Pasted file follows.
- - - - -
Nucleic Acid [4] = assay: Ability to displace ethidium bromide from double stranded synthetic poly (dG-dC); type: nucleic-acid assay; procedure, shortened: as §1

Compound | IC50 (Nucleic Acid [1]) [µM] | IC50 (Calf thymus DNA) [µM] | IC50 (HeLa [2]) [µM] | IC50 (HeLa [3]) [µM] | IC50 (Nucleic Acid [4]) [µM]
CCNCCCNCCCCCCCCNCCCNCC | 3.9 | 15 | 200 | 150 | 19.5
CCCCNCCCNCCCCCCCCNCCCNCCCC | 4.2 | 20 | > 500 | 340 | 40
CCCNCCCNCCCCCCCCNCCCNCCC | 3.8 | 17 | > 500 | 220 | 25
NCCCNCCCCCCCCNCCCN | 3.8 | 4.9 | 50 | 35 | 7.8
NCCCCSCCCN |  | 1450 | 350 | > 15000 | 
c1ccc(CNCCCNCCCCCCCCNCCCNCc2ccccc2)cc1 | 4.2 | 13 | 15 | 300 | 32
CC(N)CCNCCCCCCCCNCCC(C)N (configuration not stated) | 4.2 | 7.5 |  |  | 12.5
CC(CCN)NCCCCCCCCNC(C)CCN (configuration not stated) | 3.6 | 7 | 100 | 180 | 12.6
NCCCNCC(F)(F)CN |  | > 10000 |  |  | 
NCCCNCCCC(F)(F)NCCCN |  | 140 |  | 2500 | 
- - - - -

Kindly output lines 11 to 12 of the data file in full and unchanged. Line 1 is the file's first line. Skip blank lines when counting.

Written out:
NCCCNCC(F)(F)CN |  | > 10000 |  |  | 
NCCCNCCCC(F)(F)NCCCN |  | 140 |  | 2500 | 